“For some reason, the most vocal Christians among us never mention the Beatitudes. But, often with tears in their eyes, they demand that the Ten Commandments be posted in public buildings. And of course that’s Moses, not Jesus. I haven’t heard one of them demand that the Sermon on the Mount, the Beatitudes, be posted anywhere. ‘Blessed are the merciful’ in a courtroom? ‘Blessed are the peacemakers’ in the Pentagon?”
Kurt Vonnegut (via existenti-al)
I’m not down with either being in public buildings, but if I have to choose I’d take the Sermon on the Mount over the Ten Commandments any day of the week. Signed, someone who not only has the Ten Commandments in her courthouse but a Bible in a glass case turned to a passage about salvation on the lawn of her public building.
IF ANY OF MY FOLLOWERS WANT SAI (WITH TRANSPARENCY) AND PHOTOSHOP CS6;
i’ll tag it in my art tag so that you guys can find it easily too!!
i’m going to be reblogging this for the next few days to make sure that everybody who wants these programs can get them because i know they can be damn hard to find, so here you go guys!! ♥
omg sai with transparency. its a flipping MIRACLE
This could be incredibly useful for my job search.
“There was always something slightly greasy about Wednesdays in Normalsea; a decidedly unclean feeling like something terrible was about to happen, somewhere between all-out nuclear war and Uncle Algernon’s trick with the tablecloth.”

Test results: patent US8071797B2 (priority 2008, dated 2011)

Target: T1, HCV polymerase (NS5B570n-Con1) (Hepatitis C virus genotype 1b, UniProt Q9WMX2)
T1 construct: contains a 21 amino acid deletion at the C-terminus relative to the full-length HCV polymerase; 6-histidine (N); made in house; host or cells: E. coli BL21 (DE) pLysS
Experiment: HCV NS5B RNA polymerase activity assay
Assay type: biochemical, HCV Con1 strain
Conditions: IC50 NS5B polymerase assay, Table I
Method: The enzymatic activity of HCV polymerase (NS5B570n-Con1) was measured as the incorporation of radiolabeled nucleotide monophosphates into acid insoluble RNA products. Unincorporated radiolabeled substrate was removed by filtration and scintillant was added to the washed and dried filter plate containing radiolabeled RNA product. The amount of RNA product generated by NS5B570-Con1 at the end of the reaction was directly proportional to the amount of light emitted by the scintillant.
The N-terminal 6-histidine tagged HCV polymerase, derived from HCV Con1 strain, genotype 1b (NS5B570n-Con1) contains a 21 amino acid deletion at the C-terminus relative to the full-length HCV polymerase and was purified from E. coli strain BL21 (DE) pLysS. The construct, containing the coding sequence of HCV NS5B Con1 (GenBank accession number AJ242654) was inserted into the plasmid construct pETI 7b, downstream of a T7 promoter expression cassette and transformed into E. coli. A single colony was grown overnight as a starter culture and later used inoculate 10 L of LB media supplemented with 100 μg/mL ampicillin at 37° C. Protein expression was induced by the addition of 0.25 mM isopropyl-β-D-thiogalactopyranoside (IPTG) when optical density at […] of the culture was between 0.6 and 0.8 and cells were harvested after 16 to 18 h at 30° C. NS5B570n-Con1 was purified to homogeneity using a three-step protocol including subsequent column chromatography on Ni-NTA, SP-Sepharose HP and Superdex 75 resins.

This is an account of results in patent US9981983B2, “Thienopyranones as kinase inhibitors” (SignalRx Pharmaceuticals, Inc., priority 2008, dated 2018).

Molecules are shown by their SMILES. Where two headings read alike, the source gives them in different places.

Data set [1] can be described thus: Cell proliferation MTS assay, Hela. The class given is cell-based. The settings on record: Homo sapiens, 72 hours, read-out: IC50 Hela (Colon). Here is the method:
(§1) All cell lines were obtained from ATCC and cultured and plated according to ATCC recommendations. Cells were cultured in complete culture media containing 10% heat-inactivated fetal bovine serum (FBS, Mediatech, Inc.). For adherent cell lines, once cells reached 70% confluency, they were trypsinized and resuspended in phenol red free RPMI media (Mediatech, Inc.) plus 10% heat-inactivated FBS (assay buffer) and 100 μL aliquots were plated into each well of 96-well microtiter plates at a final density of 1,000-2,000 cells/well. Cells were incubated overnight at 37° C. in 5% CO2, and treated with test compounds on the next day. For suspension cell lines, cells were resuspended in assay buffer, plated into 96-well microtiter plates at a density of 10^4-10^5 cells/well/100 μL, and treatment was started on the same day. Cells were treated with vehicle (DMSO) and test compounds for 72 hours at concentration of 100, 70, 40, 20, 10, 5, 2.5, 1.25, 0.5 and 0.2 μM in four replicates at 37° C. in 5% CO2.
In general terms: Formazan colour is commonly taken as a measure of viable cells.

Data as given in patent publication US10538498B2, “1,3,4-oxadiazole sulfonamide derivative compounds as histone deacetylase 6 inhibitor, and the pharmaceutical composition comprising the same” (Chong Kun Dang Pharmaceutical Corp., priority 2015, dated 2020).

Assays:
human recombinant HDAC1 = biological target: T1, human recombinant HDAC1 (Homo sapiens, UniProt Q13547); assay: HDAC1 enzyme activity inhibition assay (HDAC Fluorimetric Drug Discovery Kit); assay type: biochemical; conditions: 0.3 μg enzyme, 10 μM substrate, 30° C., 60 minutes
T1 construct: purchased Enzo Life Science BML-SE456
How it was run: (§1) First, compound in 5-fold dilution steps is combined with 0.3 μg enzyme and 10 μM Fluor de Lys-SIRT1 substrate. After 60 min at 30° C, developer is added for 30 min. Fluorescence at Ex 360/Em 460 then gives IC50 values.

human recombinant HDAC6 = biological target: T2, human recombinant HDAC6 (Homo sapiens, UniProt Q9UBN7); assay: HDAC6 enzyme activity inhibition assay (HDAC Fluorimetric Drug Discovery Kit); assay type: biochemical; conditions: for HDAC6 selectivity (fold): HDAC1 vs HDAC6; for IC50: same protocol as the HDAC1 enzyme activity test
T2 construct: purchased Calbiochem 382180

From an idea that was inspired by Scarfolk, but leaning more to the surridiculous [sic] than sinister.
I see a lot of depictions of future cities on my Tumblr feed, many of which make me wonder: where is Nature in the future?
Board via Moravec machine. Full-blast VR/VT system. Nanotech fabricators build exploration androids on the fly (or out of same).
How many of these techs exist? Maybe I need to start looking beyond the local big box stores and garage sales for Escape Vessel parts.
Most of this tech is still in the conceptual stage.
Hans Moravec, if I remember right, posited the notion of a machine that read the neural patterns in the human brain and uploaded them to a computer modelling system. Because of the destructive nature of the reading, it’s a one-way street.
Once ‘aboard’, all senses are tickled by a full-immersion VR system with variable timescale (the VT bit). Who needs relativistic speeds when you can simply slow yourself down to wait out the trip from, oh, Sol to Vega? (Or speed up to answer all that e-mail that’s built up.)
And of course Earth nanotechnology hasn’t moved past buzzwords and shoving loose atoms around with scanning tunnelling microscopy. But in this ideal, the ship can construct a version of my meatspace self that can explore any environment and/or carry out any repair work that’s required.
The vessel then, seen from outside, has but few open spaces, generally leaks like a sieve, and otherwise is all engine and computing capacity. The interior heaven of shagpile ceilings, plaid lightbulbs and stereophonic telephone (or whatever) is all a digital dream.